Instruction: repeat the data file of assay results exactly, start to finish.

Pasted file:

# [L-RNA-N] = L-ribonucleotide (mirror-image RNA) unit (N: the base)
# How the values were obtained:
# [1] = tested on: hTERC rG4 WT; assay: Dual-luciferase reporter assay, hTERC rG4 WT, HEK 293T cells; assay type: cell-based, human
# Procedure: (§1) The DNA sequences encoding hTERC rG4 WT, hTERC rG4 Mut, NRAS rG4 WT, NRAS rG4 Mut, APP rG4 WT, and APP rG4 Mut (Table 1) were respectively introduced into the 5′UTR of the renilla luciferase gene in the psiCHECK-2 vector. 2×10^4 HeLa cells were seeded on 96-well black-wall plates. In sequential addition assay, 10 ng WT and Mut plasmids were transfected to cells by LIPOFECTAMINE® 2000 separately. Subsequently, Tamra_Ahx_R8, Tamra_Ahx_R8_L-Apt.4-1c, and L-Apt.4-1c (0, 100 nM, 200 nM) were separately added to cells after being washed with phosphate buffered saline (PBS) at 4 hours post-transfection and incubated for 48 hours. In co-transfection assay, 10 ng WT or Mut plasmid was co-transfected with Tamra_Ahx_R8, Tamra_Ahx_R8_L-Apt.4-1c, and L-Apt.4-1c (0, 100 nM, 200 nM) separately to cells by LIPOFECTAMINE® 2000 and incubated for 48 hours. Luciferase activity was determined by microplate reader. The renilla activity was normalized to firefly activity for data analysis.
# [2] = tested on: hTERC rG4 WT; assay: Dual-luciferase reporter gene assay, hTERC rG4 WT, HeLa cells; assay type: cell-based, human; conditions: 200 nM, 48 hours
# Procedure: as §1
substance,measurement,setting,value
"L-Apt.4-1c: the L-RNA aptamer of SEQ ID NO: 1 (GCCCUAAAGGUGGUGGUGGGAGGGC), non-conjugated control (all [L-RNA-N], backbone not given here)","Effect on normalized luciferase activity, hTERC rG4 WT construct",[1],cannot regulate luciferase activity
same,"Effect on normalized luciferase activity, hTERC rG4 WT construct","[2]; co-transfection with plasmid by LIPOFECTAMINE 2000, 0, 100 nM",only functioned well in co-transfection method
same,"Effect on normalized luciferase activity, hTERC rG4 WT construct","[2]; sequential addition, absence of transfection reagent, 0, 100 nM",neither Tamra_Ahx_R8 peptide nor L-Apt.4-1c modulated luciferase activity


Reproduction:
# [L-RNA-N] = L-ribonucleotide (mirror-image RNA) unit (N: the base)
# How the values were obtained:
# [1] = tested on: hTERC rG4 WT; assay: Dual-luciferase reporter assay, hTERC rG4 WT, HEK 293T cells; assay type: cell-based, human
# Procedure: (§1) The DNA sequences encoding hTERC rG4 WT, hTERC rG4 Mut, NRAS rG4 WT, NRAS rG4 Mut, APP rG4 WT, and APP rG4 Mut (Table 1) were respectively introduced into the 5′UTR of the renilla luciferase gene in the psiCHECK-2 vector. 2×10^4 HeLa cells were seeded on 96-well black-wall plates. In sequential addition assay, 10 ng WT and Mut plasmids were transfected to cells by LIPOFECTAMINE® 2000 separately. Subsequently, Tamra_Ahx_R8, Tamra_Ahx_R8_L-Apt.4-1c, and L-Apt.4-1c (0, 100 nM, 200 nM) were separately added to cells after being washed with phosphate buffered saline (PBS) at 4 hours post-transfection and incubated for 48 hours. In co-transfection assay, 10 ng WT or Mut plasmid was co-transfected with Tamra_Ahx_R8, Tamra_Ahx_R8_L-Apt.4-1c, and L-Apt.4-1c (0, 100 nM, 200 nM) separately to cells by LIPOFECTAMINE® 2000 and incubated for 48 hours. Luciferase activity was determined by microplate reader. The renilla activity was normalized to firefly activity for data analysis.
# [2] = tested on: hTERC rG4 WT; assay: Dual-luciferase reporter gene assay, hTERC rG4 WT, HeLa cells; assay type: cell-based, human; conditions: 200 nM, 48 hours
# Procedure: as §1
substance,measurement,setting,value
"L-Apt.4-1c: the L-RNA aptamer of SEQ ID NO: 1 (GCCCUAAAGGUGGUGGUGGGAGGGC), non-conjugated control (all [L-RNA-N], backbone not given here)","Effect on normalized luciferase activity, hTERC rG4 WT construct",[1],cannot regulate luciferase activity
same,"Effect on normalized luciferase activity, hTERC rG4 WT construct","[2]; co-transfection with plasmid by LIPOFECTAMINE 2000, 0, 100 nM",only functioned well in co-transfection method
same,"Effect on normalized luciferase activity, hTERC rG4 WT construct","[2]; sequential addition, absence of transfection reagent, 0, 100 nM",neither Tamra_Ahx_R8 peptide nor L-Apt.4-1c modulated luciferase activity